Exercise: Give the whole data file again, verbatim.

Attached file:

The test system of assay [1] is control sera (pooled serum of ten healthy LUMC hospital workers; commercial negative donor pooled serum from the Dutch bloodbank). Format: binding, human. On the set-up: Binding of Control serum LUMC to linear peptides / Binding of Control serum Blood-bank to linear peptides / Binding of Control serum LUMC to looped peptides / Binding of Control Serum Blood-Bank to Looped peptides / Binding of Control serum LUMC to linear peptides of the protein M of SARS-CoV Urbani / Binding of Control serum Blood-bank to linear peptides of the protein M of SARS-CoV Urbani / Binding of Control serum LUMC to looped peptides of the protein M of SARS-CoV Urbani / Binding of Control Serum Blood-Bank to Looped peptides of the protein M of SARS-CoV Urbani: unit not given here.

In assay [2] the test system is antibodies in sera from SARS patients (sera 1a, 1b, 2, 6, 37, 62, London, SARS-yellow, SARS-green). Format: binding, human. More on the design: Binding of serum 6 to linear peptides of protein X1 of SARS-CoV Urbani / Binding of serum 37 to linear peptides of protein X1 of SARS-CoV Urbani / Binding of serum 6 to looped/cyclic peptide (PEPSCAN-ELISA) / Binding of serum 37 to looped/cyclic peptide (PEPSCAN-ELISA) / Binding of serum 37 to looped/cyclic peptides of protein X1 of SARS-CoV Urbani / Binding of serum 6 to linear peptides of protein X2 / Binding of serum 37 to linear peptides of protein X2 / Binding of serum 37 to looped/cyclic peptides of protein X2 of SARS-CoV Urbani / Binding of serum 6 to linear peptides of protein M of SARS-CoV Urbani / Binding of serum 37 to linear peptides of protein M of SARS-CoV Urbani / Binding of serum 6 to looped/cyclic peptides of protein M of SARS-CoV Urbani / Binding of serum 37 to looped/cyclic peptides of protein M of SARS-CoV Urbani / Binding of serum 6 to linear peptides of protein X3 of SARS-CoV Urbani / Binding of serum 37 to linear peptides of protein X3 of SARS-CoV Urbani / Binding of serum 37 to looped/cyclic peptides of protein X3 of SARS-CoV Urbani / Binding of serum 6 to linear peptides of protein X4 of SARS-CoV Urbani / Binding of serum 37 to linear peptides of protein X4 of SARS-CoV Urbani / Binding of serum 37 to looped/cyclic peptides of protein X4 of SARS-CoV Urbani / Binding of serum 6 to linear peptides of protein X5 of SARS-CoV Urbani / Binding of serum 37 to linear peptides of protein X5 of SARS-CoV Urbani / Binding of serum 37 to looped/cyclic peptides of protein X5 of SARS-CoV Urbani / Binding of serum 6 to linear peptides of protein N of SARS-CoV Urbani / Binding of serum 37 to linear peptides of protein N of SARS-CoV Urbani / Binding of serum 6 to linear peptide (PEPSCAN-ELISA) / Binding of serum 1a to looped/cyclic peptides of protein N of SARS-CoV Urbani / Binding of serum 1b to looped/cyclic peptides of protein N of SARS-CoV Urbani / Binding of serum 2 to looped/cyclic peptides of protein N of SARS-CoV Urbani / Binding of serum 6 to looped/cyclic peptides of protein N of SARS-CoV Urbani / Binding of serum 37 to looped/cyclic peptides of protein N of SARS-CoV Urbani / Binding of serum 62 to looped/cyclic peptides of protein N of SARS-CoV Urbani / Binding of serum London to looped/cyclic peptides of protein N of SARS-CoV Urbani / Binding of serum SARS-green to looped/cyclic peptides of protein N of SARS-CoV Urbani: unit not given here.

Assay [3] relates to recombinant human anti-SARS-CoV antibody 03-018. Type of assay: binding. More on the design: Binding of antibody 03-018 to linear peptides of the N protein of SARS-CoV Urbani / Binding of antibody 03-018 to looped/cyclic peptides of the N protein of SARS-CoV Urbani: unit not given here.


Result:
The test system of assay [1] is control sera (pooled serum of ten healthy LUMC hospital workers; commercial negative donor pooled serum from the Dutch bloodbank). Format: binding, human. On the set-up: Binding of Control serum LUMC to linear peptides / Binding of Control serum Blood-bank to linear peptides / Binding of Control serum LUMC to looped peptides / Binding of Control Serum Blood-Bank to Looped peptides / Binding of Control serum LUMC to linear peptides of the protein M of SARS-CoV Urbani / Binding of Control serum Blood-bank to linear peptides of the protein M of SARS-CoV Urbani / Binding of Control serum LUMC to looped peptides of the protein M of SARS-CoV Urbani / Binding of Control Serum Blood-Bank to Looped peptides of the protein M of SARS-CoV Urbani: unit not given here.

In assay [2] the test system is antibodies in sera from SARS patients (sera 1a, 1b, 2, 6, 37, 62, London, SARS-yellow, SARS-green). Format: binding, human. More on the design: Binding of serum 6 to linear peptides of protein X1 of SARS-CoV Urbani / Binding of serum 37 to linear peptides of protein X1 of SARS-CoV Urbani / Binding of serum 6 to looped/cyclic peptide (PEPSCAN-ELISA) / Binding of serum 37 to looped/cyclic peptide (PEPSCAN-ELISA) / Binding of serum 37 to looped/cyclic peptides of protein X1 of SARS-CoV Urbani / Binding of serum 6 to linear peptides of protein X2 / Binding of serum 37 to linear peptides of protein X2 / Binding of serum 37 to looped/cyclic peptides of protein X2 of SARS-CoV Urbani / Binding of serum 6 to linear peptides of protein M of SARS-CoV Urbani / Binding of serum 37 to linear peptides of protein M of SARS-CoV Urbani / Binding of serum 6 to looped/cyclic peptides of protein M of SARS-CoV Urbani / Binding of serum 37 to looped/cyclic peptides of protein M of SARS-CoV Urbani / Binding of serum 6 to linear peptides of protein X3 of SARS-CoV Urbani / Binding of serum 37 to linear peptides of protein X3 of SARS-CoV Urbani / Binding of serum 37 to looped/cyclic peptides of protein X3 of SARS-CoV Urbani / Binding of serum 6 to linear peptides of protein X4 of SARS-CoV Urbani / Binding of serum 37 to linear peptides of protein X4 of SARS-CoV Urbani / Binding of serum 37 to looped/cyclic peptides of protein X4 of SARS-CoV Urbani / Binding of serum 6 to linear peptides of protein X5 of SARS-CoV Urbani / Binding of serum 37 to linear peptides of protein X5 of SARS-CoV Urbani / Binding of serum 37 to looped/cyclic peptides of protein X5 of SARS-CoV Urbani / Binding of serum 6 to linear peptides of protein N of SARS-CoV Urbani / Binding of serum 37 to linear peptides of protein N of SARS-CoV Urbani / Binding of serum 6 to linear peptide (PEPSCAN-ELISA) / Binding of serum 1a to looped/cyclic peptides of protein N of SARS-CoV Urbani / Binding of serum 1b to looped/cyclic peptides of protein N of SARS-CoV Urbani / Binding of serum 2 to looped/cyclic peptides of protein N of SARS-CoV Urbani / Binding of serum 6 to looped/cyclic peptides of protein N of SARS-CoV Urbani / Binding of serum 37 to looped/cyclic peptides of protein N of SARS-CoV Urbani / Binding of serum 62 to looped/cyclic peptides of protein N of SARS-CoV Urbani / Binding of serum London to looped/cyclic peptides of protein N of SARS-CoV Urbani / Binding of serum SARS-green to looped/cyclic peptides of protein N of SARS-CoV Urbani: unit not given here.

Assay [3] relates to recombinant human anti-SARS-CoV antibody 03-018. Type of assay: binding. More on the design: Binding of antibody 03-018 to linear peptides of the N protein of SARS-CoV Urbani / Binding of antibody 03-018 to looped/cyclic peptides of the N protein of SARS-CoV Urbani: unit not given here.